How To Know The Difference Between Multiculturalism And Assimilation

How To Know The Difference Between Multiculturalism And Assimilation

The debate between assimilation and multiculturalism could be not just the sleeper issue of the 2016 campaign, but the current great question of the West.
Mike Gonzalez
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Jeb Bush recently observed that America is “creeping toward multiculturalism” and called it “the wrong approach.” This unleashed the usual synthetic furies of the organized Left, ever ready to crush dissent on things that matter. This will not be the last time you will hear about this issue in the year to come.

The debate between assimilation and multiculturalism could very well be not just the sleeper issue of the 2016 campaign, but the current great question of the West. Our fights over immigration may be a cover for a more protracted deliberation over national identity—not just here, but in the United Kingdom, France, Spain, and so on.

America’s identity is rooted in a unique culture that includes an exceptional attachment to constitutional government, volunteerism, and deriving satisfaction from a hard day’s labor—virtues intricately linked to America’s inordinate freedom and prosperity. The American public, sensing this connection at the all-important gut level, again and again tells pollsters they support the assimilation of immigrants; i.e., they do not want their country to change.

Of all the politically correct sacred cows that cannot be slaughtered, however, multiculturalism may top the list.

Time for ‘New Americans’?

CNN’s report on what happened was typical of the fog that surrounds the issue. Bush, CNN said, was speaking of multiculturalism “in the literal sense—a social model in which cultures live in ‘isolated pockets.’” American Bridge, a political action committee funded by George Soros, a well-known supporter of transnational causes, criticized Bush for appearing to denounce multiculturalism “in the more commonly known sense of tolerance for other cultures,” added CNN.

Proponents of multiculturalism always portray it as respect for diverse cultures.

But there’s no confusion if you know the issue. Proponents of multiculturalism always portray it as respect for diverse cultures: the ability to be thrilled by Garcia Marquez’s magical realism, to discern the differences between Szechuanese and Shanghainese cooking, and to own the right CD collection of Mongolian throat singing. But make no mistake: multiculturalism is a social model.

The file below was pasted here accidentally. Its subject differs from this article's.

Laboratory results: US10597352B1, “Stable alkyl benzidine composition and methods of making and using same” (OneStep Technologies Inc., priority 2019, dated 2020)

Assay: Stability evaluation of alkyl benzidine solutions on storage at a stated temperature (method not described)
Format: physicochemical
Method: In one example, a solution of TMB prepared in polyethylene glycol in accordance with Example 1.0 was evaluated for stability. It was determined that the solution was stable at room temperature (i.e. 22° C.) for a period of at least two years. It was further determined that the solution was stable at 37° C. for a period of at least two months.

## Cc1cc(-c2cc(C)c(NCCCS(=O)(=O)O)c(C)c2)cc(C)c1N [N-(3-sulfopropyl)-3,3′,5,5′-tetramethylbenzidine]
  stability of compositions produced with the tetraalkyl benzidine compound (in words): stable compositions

To be instructed on its corpus of thought, and on the fact that we are witnessing a creeping, stealthy introduction of a social model, one need not go further than President Obama’s “New Americans” initiatives. The latest installment, the “Stand Stronger Citizenship Awareness Campaign” (CAC) issued recently, offers yet another peek into what is nothing less than a blueprint to remake America along more multicultural and transnational lines. To deconstruct the CAC, one needs to understand that “assimilation” and “integration” are not synonyms. They are rival constructs.

The President’s ‘Integration’ Strategy

Assimilation does not mean abandoning respect and affection for the culture, language, and other attributes of one’s ancestral land. It does mean eventually seeing oneself as a full-fledged American who thinks first (and hopefully only) of America’s national interests and has come to internalize the unique American traits described above.

Integration is silent on identity and culture, except when it tries to induce immigrants to retain their old ones.

Lincoln echoed this when he said immigrants have as much claim as the native-born on the sentiment “We hold these truths to be self-evident, that all men are created equal,” and that they should act “as though they were blood of the blood, and flesh of the flesh of the men who wrote that Declaration, and so they are.”

Integration is silent on identity and culture, except when it tries to induce immigrants to retain their old ones. A perusal of the president’s Task Force on New Americans—notably rolled out just days after his executive action on immigration last November—and the strategy paper the task force issued in April, last week’s CAC, and the scholarly papers all these documents rely on, makes clear what it means to those who use it.